Feb. 22 (Bloomberg) -- Brazil’s economy in January created about half the number of jobs that economists had forecast amid contracting industrial production and faltering growth.
Brazil’s economy created 28,900 government-registered jobs in January, the Labor Ministry said today in Brasilia. Economists forecast the creation of 50,000 jobs, according to the median estimate from 13 analysts surveyed by Bloomberg. Last year in January, 118,895 posts were created.
President Dilma Rousseff’s administration has worked to reverse two years of declining growth and tame inflation that has remained above the midpoint of the central bank’s target for 30 months. The world’s second-biggest emerging market grew 1 percent last year, the slowest pace in three years, according to the central bank. The economy will grow grow between 3 percent and 4 percent this year, according to Finance Minister Guido Mantega.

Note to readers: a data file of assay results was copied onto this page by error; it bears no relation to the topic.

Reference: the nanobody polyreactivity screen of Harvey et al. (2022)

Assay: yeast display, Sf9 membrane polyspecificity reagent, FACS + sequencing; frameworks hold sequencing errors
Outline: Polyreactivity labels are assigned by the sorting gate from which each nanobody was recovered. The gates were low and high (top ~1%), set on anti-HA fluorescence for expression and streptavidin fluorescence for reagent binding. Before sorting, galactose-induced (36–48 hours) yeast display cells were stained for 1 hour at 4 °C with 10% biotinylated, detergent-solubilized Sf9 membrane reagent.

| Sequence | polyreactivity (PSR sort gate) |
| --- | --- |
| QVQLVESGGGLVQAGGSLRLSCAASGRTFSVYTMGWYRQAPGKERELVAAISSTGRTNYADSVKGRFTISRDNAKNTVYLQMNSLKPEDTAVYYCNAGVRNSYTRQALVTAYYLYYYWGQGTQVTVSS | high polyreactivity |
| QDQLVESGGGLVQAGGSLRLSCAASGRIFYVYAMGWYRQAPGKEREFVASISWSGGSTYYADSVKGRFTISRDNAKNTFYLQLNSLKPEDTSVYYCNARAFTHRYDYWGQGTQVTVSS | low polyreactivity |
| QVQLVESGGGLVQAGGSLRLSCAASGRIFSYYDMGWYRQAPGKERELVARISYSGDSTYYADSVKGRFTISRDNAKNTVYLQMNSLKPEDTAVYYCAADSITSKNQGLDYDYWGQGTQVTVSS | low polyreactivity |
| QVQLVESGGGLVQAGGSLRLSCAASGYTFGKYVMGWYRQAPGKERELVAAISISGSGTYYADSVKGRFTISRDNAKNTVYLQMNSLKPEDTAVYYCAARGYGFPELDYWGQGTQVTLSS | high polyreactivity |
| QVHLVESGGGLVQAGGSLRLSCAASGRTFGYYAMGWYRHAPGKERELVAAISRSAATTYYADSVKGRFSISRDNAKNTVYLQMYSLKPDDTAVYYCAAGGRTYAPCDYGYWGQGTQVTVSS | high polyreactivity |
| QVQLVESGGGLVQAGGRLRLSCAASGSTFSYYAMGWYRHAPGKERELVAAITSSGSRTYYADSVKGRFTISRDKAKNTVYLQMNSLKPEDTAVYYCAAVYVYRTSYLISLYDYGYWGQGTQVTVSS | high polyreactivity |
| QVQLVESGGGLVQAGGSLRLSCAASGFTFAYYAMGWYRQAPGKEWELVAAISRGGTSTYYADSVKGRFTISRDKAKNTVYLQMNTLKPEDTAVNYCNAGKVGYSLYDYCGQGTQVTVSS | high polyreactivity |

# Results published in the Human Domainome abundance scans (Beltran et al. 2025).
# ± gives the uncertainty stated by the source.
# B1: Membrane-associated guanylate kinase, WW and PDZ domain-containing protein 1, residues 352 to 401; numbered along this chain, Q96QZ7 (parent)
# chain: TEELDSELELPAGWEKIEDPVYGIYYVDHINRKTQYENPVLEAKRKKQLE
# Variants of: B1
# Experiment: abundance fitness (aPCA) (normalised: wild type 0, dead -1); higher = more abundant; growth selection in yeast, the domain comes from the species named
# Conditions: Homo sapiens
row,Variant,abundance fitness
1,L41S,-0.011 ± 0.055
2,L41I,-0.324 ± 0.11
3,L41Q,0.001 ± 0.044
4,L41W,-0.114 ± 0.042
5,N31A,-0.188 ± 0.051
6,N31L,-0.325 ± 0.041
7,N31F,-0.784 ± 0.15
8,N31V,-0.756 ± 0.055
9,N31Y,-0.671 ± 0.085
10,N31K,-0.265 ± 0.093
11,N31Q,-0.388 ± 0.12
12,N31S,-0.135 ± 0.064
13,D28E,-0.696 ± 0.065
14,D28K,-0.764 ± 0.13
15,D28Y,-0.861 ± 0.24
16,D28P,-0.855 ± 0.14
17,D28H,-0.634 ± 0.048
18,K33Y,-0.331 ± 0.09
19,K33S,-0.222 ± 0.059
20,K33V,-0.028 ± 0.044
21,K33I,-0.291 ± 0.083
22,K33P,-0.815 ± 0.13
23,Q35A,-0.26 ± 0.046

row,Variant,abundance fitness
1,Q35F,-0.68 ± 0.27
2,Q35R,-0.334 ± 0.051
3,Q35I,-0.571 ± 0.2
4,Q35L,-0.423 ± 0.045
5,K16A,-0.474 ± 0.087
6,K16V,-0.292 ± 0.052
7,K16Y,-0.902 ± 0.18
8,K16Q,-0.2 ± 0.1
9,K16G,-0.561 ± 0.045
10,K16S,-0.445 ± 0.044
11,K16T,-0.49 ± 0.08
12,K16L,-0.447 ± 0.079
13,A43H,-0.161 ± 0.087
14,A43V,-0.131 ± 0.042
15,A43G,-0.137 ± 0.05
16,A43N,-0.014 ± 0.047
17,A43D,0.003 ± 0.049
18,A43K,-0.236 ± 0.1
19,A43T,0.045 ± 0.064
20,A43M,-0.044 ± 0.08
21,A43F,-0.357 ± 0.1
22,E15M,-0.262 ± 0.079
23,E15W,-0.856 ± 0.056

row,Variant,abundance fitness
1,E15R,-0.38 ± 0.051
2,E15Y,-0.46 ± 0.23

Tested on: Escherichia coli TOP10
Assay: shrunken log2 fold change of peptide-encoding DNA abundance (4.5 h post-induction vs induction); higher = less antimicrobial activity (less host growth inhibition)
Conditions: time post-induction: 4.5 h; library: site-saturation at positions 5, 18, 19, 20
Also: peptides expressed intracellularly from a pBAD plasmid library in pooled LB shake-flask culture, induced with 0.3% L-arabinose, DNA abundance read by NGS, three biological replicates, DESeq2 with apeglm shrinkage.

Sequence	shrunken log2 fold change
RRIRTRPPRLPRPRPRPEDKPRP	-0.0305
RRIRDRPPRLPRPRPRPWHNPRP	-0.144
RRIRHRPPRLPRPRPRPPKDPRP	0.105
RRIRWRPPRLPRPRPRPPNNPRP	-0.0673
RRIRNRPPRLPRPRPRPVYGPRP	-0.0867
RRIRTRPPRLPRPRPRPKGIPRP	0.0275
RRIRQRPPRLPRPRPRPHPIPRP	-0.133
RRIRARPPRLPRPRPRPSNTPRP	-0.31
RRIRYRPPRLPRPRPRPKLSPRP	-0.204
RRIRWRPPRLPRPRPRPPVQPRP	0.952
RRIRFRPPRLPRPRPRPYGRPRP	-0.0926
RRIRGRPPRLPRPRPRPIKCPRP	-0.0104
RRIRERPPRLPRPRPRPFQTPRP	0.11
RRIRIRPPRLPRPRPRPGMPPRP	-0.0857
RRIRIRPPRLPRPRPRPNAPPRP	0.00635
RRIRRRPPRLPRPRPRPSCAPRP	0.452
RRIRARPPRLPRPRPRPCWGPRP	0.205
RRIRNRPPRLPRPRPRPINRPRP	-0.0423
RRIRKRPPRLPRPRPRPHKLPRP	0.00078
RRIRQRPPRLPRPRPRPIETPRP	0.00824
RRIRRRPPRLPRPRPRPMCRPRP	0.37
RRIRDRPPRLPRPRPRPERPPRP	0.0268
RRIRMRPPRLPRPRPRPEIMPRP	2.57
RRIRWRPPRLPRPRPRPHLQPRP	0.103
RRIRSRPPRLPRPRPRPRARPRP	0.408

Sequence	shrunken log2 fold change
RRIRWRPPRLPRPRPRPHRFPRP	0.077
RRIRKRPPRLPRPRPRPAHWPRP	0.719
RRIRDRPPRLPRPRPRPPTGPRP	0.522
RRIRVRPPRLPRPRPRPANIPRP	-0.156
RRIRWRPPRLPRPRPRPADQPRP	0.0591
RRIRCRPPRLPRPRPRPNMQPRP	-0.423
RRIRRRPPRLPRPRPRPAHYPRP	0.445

“Companies are reducing new hirings due to their frustration about the level of economic activity,” Carlos Kawall, the chief economist at Banco J. Safra SA, said in a telephone interview from Sao Paulo. “There is a trend showing a fall in formal job creation.”
The Labor Ministry forecasts that Brazil will generate 1.7 million jobs this year, up from 1.3 million last year.
Government-registered job creation number is a balance of posts created minus job eliminated. Registered jobs, so-called formal work, assure employees a range of benefits such as unemployment insurance, bonuses and retirement payments by the government.
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